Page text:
International Linear Collider

The International Linear Collider (ILC) is an accelerator project under discussion in Japan, where electrons and positrons will be accelerated to a center-of-mass energy between 250 GeV and 1 TeV in order to perform precision measurements of Z/W bosons, top quarks, and Higgs bosons. Our group is involved in one of the experiments and contributes to the development of a central tracking chamber. This detector, a time projection chamber (TPC), is an ideal tracking chamber due to its high efficiency, excellent energy resolution, and low material budget. Its properties can be further enhanced by using GridPix detectors for the signal readout.

Eine Wissenschaftlerin und ein Wissenschaftler arbeiten hinter einer Glasfassade und mischen Chemikalien mit Großgeräten.
© Von ILC Comms - Eigenes Werk, CC BY-SA 3.0,

Higgs physics at the ILC

The International Linear Collider (ILC) is a so-called "Higgs-factory" where collisions of electrons and positrons take place at an energy above the Higgs threshold. Because of the high event rate, both the production and decays of Higgs bosons can be studied in detail. In particular, rare processes such as the Higgs-Higgs self-coupling are important contributions to understand the Higgs mechanism in detail and to distinguish different models (Standard Model/SUSY). For this reason, particle physicists plan to build a linear accelerator up to 50 km long in Japan, which is ideally suited to this task. Here, precision measurements can be performed with polarized electrons and positrons at center-of-mass energies between 91 GeV and 1 TeV.

International Large Detector

A large particle detector consisting of several layer of sub-detectors will be erected around the interaction point. Two different detectors, the International Large Detector (ILD) and the Silicon Detector (SID) will be used in turns and exchanged by a push-pull principle on large air cushions. In the center of the ILD detector directly around the beamline there will be a vertex detector, which will use silicon pixel detectors to measure the exact point of origin of the particles. A large time projection chamber is planned as the central tracking detector, surrounded in the inside and on the outside by silicon stripe detectors. In addition, a high granularity electromagnetic and hadronic calorimeter are envisioned to measure the particle showers. These components are located in a magnetic field of B = 3.5 T, which is finally surrounded by muon detectors.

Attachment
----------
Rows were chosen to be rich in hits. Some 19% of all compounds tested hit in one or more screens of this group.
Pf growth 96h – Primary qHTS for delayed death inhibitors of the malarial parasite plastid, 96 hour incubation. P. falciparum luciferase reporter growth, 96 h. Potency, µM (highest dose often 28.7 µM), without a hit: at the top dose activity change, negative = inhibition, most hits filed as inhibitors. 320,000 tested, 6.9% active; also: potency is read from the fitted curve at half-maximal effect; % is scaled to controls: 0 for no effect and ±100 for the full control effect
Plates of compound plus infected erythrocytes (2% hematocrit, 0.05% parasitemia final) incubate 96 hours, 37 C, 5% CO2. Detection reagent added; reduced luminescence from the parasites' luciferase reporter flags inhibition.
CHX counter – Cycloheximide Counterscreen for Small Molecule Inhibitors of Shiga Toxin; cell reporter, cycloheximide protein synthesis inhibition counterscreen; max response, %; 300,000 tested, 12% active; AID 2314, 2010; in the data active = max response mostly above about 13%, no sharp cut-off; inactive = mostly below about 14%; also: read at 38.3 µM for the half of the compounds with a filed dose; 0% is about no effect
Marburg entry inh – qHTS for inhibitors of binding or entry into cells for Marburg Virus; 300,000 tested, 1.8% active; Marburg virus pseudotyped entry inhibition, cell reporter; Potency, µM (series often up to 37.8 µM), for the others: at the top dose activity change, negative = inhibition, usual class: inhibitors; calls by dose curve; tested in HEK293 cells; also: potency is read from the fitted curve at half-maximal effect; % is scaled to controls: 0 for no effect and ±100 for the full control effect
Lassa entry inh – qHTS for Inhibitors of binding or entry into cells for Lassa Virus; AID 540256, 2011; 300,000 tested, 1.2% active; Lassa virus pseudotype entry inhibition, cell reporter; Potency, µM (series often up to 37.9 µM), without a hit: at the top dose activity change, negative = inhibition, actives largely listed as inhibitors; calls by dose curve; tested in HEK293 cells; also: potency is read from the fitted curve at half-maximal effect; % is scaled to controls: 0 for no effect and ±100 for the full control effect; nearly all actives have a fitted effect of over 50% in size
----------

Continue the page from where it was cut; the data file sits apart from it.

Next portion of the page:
International Large Detector
© FLC TPC Group
Eine Wissenschaftlerin und ein Wissenschaftler arbeiten hinter einer Glasfassade und mischen Chemikalien mit Großgeräten.
Schematic figure of a time projection chamber (TPC) © J. Kaminski

Time Projection Chamber

Our group is involved in the development of the Time Projection Chamber (TPC), which will detect and measure the tracks of long-lived particles. For this purpose, the LCTPC collaboration was founded, in which the development of a TPC with microstructured gas detectors is pursued. Besides the development of the field cage and the cathode, the focus is especially on the readout modules with the gas amplification stages, the readout pads and the electronics. Different approaches are being pursued here, such as Gas Electron Multipliers (GEMs), Micromegas or InGrids are being considered for gas amplification. The latter are part of GridPixe, which we are developing in our group as described in the Generic Detector Development section. Finally, the ions produced during the gas amplification are an important part of the studies, as they have to be neutralized as fast as possible. If they reach the drift volume, they lead to distortions of the electrostatic drift field due to their charges and thus to incorrectly reconstructed particle tracks.

GridPix readout

The use of GridPixes in a time projection chamber has several advantages: Due to the high number of track points and the low occupancy density, the particle tracks of interest can be found and reconstructed more easily and with higher reliability, even if there is an increased background. In addition, GridPix detectors provide spatial resolution independent of track direction, and the high resolution makes it possible to detect features in the track, such as secondary particle tracks (delta electrons) or kinks in the track, and to take them into account in the track reconstruction. However, approximately 50,000 to 60,000 GridPixes are required for the large chamber. To demonstrate the feasiblity of the interplay of many GridPixes, we have completed a setup with 160 GridPixes and operated it for two weeks in a test beam at DESY.

Now we focus on investigating the excellent properties of the GridPixes in more detail, such as the extremely high spatial and temporal resolution, the improved particle identification due to electron or cluster counting, and the ion backflow.

GridPix Module
This pictures shows the 96 GridPix module of Bonn. © J. Kaminski
Wird geladen